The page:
CIDRZ Deputy CEO, Dr Izukanji Sikazwe, member of the Vanderbilt Institute of Research Development and Ethics (VIRDE) Class of 2014

Dr Izukanji Sikazwe: front row, third from left

Dr Izukanji Sikazwe: front row, third from left

This past September 2014, CIDRZ Deputy CEO Dr Zuzu Sikazwe was one of twelve senior medical and public health professionals from Ghana and Zambia who attended the Vanderbilt Institute of Research Development and Ethics (VIRDE) hosted by Vanderbilt University in the U.S. under the direction of Professor Dr Sten Vermund.

The one-month long course provided intensive training in research development and productivity intended to further develop the necessary skills to conduct responsible human subjects research. Each trainee was matched with a Faculty Mentor who shepherded them through the grant development process leading to preparation of a grant proposal ready for submission. Dr Sikazwe also completed coursework in research ethics and research integrity taught by the Center for Biomedical Ethics and Society.

CIDRZ and MOH Conduct Ebola Virus Preparedness Sensitisation to Staff and Key Health Care Workers

Dr Lottie Hachaambwa joins with CIDRZ Infectious Disease specialists, Drs Holmes and Sikazwe, to update staff on Ebola virus

On Thursday 30th October, Drs Hachaambwa, Holmes and Sikazwe will update CIDRZ staff on Ebola virus infection preparedness. The presentation and accompanying resource materials will be distributed to all CIDRZ staff, including those in their provincial work stations, to share with their Ministry colleagues to ensure that all key health care workers are aware about Ebola.

Dr Lottie Hachaambwa is a board-certified physician in Internal Medicine and Infectious Disease and works closely with the Zambian Ministry of Health and Ministry of Community Development Mother and Child Health on various HIV and infectious-disease related issues. He sits on the Infectious Disease subcommittee of the National Epidemic Preparedness and Control Committee and has participated in Ebola Preparedness Training at W.H.O. AFRO in Congo, Brazzaville, as part of the Zambian Ebola Preparedness Team.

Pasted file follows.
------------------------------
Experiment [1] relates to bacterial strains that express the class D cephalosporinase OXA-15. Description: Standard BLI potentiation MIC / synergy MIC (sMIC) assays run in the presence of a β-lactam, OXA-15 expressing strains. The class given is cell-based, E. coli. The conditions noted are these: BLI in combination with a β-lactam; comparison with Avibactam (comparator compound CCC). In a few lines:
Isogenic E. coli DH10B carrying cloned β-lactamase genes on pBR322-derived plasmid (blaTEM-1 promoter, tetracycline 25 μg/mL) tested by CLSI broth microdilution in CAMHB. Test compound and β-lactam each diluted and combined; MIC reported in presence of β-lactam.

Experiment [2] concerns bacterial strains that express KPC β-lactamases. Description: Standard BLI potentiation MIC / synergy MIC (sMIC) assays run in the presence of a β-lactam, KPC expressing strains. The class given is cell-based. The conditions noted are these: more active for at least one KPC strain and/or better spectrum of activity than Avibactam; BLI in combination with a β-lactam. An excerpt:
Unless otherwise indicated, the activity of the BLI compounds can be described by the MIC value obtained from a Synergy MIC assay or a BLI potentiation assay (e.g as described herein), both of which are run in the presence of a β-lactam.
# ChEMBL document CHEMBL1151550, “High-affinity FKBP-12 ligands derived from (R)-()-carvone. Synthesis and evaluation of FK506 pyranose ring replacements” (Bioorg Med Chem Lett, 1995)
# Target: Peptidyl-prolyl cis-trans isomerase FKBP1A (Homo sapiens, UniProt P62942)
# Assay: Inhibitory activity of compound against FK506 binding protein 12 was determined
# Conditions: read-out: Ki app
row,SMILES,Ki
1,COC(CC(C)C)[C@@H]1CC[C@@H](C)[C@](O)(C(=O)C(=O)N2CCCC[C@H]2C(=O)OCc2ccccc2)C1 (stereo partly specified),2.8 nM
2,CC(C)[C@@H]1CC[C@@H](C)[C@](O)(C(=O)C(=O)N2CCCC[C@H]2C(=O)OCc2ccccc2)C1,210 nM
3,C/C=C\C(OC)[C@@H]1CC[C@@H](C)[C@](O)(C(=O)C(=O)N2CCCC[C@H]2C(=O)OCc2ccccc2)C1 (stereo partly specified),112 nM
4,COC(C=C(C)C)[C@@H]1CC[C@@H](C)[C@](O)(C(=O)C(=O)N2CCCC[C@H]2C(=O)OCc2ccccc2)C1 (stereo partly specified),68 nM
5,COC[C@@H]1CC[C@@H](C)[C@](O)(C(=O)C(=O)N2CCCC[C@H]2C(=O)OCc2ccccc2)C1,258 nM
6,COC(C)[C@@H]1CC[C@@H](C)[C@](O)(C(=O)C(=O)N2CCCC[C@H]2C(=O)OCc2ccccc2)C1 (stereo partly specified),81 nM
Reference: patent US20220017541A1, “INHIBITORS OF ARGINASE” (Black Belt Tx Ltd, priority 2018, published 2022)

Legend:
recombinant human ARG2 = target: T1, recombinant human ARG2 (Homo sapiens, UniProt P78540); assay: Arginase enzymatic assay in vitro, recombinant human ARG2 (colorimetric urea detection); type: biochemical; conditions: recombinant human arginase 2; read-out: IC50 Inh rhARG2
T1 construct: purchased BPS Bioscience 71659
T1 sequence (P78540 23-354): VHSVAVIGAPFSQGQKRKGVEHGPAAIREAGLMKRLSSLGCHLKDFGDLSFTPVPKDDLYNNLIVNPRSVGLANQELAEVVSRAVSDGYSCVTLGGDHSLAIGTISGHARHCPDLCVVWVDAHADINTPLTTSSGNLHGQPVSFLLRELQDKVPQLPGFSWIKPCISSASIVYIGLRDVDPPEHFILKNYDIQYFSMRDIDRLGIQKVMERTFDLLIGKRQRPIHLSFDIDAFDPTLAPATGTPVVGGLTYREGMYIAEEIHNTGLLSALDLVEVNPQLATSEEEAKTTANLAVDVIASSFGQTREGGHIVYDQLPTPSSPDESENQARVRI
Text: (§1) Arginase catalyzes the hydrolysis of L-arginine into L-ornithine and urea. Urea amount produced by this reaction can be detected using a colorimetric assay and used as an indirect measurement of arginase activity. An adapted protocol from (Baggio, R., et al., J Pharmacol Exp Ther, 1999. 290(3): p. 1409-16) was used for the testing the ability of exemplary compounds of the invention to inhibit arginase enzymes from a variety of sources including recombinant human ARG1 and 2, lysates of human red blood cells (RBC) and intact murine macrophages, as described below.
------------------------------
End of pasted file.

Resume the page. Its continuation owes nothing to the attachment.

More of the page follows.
Dr Hachaambwa is an honorary lecturer at the University of Zambia School of Medicine teaching HIV Medicine and Infectious Disease in the MSc and MMED programmes and provides inpatient consultation at the University Teaching Hospital. He also holds a post as Assistant Professor of Medicine at the University of Maryland School of Medicine.

Dr Holmes: JICA Collaboration Boosts Life-Saving Childhood Vaccine Access

Dr Charles Holmes, CIDRZ CEO, addresses dignitaries including Honourable Minister of Community Development Mother and Child Health and Japanese Ambassador at the JICA Handover Ceremony of Solar Vaccine Refrigerators, Lusaka, 15th October 2014

“It is a great privilege to be here representing CIDRZ – the Centre for Infectious Disease Research in Zambia – to witness and celebrate a momentous occasion as the Government of the Republic of Zambia accepts the handover of solar refrigerators from the Japan International Cooperation Agency, JICA. These refrigerators will provide the vaccine cold chain storage that will enable life-saving vaccines to be available at rural health facilities.

JICA Solar Fridge HandoverFar right: CIDRZ CEO Dr Charles Holmes congratulating JICA at handover ceremony for Solar Vaccine Refrigerators. Present:  Japanese Ambassador Mr. Kiyoshi Koinuma, JICA Country Rep. Mr. Yoshihide Teranishi, Hon. Minister of Community Development Mother and Child Health, Mrs Emerine Kabanshi, Hon. Deputy Minister, Ingrid Mpande, UNICEF Rep. Mr. Hamid El-Bashir Ibrahim, Lusaka District Medical Officer Dr Masumba Masaninga, Child Health Unit Directors and Provincial Health Officers